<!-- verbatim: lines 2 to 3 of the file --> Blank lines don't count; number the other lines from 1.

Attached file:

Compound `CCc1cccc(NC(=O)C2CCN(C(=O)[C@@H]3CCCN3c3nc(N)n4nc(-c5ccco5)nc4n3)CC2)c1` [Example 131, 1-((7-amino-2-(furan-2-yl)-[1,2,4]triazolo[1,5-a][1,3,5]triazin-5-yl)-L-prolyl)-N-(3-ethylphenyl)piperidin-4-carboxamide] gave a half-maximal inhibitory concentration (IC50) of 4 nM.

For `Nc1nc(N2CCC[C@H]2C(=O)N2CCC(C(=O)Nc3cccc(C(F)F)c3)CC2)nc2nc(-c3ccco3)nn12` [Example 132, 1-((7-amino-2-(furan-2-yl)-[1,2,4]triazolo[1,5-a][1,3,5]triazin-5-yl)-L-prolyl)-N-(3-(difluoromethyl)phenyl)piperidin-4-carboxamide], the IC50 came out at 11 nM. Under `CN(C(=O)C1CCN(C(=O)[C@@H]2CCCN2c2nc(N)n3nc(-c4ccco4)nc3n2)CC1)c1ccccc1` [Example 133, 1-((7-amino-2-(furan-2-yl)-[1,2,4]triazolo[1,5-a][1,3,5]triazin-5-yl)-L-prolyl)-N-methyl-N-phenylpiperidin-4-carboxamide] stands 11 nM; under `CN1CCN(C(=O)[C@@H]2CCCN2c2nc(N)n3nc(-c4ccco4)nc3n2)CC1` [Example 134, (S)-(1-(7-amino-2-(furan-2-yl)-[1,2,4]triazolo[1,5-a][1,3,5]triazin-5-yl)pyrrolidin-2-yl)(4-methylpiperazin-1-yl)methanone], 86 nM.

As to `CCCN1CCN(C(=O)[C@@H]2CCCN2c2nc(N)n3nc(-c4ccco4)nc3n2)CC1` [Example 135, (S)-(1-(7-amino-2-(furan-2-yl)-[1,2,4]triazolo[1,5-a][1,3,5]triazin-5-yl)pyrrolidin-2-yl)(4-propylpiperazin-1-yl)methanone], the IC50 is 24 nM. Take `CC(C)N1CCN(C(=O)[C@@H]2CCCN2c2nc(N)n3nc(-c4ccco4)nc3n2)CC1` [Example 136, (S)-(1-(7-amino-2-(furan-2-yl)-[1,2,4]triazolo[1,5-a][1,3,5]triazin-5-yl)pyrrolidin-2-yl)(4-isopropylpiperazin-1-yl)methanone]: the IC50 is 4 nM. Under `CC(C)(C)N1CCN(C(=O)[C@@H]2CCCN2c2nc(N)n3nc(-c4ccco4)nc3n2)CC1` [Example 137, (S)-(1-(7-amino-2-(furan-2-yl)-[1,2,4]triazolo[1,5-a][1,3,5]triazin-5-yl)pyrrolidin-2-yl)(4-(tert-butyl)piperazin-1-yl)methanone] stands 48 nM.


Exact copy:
For `Nc1nc(N2CCC[C@H]2C(=O)N2CCC(C(=O)Nc3cccc(C(F)F)c3)CC2)nc2nc(-c3ccco3)nn12` [Example 132, 1-((7-amino-2-(furan-2-yl)-[1,2,4]triazolo[1,5-a][1,3,5]triazin-5-yl)-L-prolyl)-N-(3-(difluoromethyl)phenyl)piperidin-4-carboxamide], the IC50 came out at 11 nM. Under `CN(C(=O)C1CCN(C(=O)[C@@H]2CCCN2c2nc(N)n3nc(-c4ccco4)nc3n2)CC1)c1ccccc1` [Example 133, 1-((7-amino-2-(furan-2-yl)-[1,2,4]triazolo[1,5-a][1,3,5]triazin-5-yl)-L-prolyl)-N-methyl-N-phenylpiperidin-4-carboxamide] stands 11 nM; under `CN1CCN(C(=O)[C@@H]2CCCN2c2nc(N)n3nc(-c4ccco4)nc3n2)CC1` [Example 134, (S)-(1-(7-amino-2-(furan-2-yl)-[1,2,4]triazolo[1,5-a][1,3,5]triazin-5-yl)pyrrolidin-2-yl)(4-methylpiperazin-1-yl)methanone], 86 nM.

As to `CCCN1CCN(C(=O)[C@@H]2CCCN2c2nc(N)n3nc(-c4ccco4)nc3n2)CC1` [Example 135, (S)-(1-(7-amino-2-(furan-2-yl)-[1,2,4]triazolo[1,5-a][1,3,5]triazin-5-yl)pyrrolidin-2-yl)(4-propylpiperazin-1-yl)methanone], the IC50 is 24 nM. Take `CC(C)N1CCN(C(=O)[C@@H]2CCCN2c2nc(N)n3nc(-c4ccco4)nc3n2)CC1` [Example 136, (S)-(1-(7-amino-2-(furan-2-yl)-[1,2,4]triazolo[1,5-a][1,3,5]triazin-5-yl)pyrrolidin-2-yl)(4-isopropylpiperazin-1-yl)methanone]: the IC50 is 4 nM. Under `CC(C)(C)N1CCN(C(=O)[C@@H]2CCCN2c2nc(N)n3nc(-c4ccco4)nc3n2)CC1` [Example 137, (S)-(1-(7-amino-2-(furan-2-yl)-[1,2,4]triazolo[1,5-a][1,3,5]triazin-5-yl)pyrrolidin-2-yl)(4-(tert-butyl)piperazin-1-yl)methanone] stands 48 nM.